If you are to the left of President Obama, it’s safe to say you’re out of touch with the vast majority of Arkansans.
The Arkansas State Chamber of Commerce has somehow managed to occupy that space.
Yesterday, President Obama praised states for rolling back onerous regulations that stifle economic opportunity for workers.
States are leading the way in removing unnecessary licensing requirements so workers can start filling up some of the jobs that they already have the skills for.
These remarks were given during a speech to the National Governors Association in which Gov. Asa Hutchinson was in attendance.
Although one of the most left-leaning presidents in history is coming out in favor of occupational licensure reform, Arkansas’s Chamber of Commerce is actively lobbying to squash it through misinformation and fear-mongering.
As Dan Greenberg, the Advance Arkansas Institute’s President, said yesterday:
As someone who’s actually read HB 1158 (click here for our paper on it), I was taken aback by the state Chamber’s predictions of doom. When I read the bill, it was obvious that it would lead to some relatively minor regulatory reforms; the Chamber, on the other hand, argued that the bill would eliminate every occupational regulation in Arkansas. It was almost as if their people hadn’t read the same bill I had.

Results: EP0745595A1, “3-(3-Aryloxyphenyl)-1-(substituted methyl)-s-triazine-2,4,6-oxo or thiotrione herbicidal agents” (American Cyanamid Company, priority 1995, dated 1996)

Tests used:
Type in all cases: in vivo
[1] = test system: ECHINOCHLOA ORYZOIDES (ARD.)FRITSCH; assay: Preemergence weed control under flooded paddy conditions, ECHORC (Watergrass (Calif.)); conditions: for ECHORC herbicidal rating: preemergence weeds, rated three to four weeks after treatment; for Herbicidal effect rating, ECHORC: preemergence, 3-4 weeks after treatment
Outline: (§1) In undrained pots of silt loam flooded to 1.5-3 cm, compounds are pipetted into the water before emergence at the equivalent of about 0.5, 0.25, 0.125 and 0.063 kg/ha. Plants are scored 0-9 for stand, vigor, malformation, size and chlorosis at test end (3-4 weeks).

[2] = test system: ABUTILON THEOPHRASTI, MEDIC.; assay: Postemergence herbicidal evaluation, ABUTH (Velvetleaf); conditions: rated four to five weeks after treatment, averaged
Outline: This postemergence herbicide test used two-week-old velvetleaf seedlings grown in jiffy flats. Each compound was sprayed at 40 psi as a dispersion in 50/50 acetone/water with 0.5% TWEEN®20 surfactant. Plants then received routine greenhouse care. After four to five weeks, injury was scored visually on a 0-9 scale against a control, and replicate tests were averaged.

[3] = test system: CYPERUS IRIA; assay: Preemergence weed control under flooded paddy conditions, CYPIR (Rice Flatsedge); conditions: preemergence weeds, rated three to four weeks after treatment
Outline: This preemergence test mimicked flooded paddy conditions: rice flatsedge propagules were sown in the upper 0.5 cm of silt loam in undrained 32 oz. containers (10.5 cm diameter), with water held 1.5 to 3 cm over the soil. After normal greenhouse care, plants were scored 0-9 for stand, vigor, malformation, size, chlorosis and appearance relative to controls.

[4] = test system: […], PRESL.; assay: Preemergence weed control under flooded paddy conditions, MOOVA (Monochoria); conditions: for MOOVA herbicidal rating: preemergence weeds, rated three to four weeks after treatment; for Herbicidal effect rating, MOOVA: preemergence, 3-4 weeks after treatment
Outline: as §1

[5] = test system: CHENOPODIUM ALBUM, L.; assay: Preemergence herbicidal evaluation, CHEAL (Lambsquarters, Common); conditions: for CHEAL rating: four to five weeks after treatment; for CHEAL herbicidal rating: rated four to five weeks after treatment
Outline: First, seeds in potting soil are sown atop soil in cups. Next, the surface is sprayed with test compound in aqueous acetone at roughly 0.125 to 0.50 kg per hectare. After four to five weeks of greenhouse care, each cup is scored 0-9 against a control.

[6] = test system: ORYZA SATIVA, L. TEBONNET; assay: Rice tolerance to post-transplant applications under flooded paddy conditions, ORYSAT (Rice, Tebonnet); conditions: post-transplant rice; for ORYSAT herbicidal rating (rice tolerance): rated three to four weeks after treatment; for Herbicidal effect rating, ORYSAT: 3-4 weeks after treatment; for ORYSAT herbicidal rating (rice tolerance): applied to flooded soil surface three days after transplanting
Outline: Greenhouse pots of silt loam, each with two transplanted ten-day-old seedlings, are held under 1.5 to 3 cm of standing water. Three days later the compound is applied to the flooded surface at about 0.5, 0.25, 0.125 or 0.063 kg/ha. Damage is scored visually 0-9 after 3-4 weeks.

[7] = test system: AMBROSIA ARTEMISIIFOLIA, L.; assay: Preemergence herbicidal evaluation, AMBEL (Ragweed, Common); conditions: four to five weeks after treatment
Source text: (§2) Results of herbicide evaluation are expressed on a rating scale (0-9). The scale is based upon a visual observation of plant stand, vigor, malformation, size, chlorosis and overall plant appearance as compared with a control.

You’d think that the Arkansas State Chamber of Commerce, which (allegedly) advocates for a “lower cost of doing business, fairer taxes, fairer regulations, and less regulatory paperwork,” would want to be at the forefront of supporting bills like State Rep. Richard Womack’s HB 1158, which would make it easier for average Arkansans to challenge state government regulations that make it harder to work.
Arkansas’s Chamber of Commerce needs to catch up with the rest of the nation, and even President Obama, in realizing that occupational licensing needs reform.
Earlier today, the Chamber sent out a statement about HB 1158, which read in part: “the State Chamber/AIA would be delighted to host a meeting of the coalition with the bill’s supporters to discuss concerns about the bill’s intent.”
When I asked Greenberg about this, he responded:
“I myself would be delighted to speak to the Chamber about HB 1158. I’ve been told by supporters of HB 1158 that they have already attempted to talk to the Chamber about it without success. I contacted the Chamber myself more than a week ago in an attempt to discuss the bill with them, and I believe that if they had taken the time to read it more carefully, the many statements they have sent out about it would have been quite different.”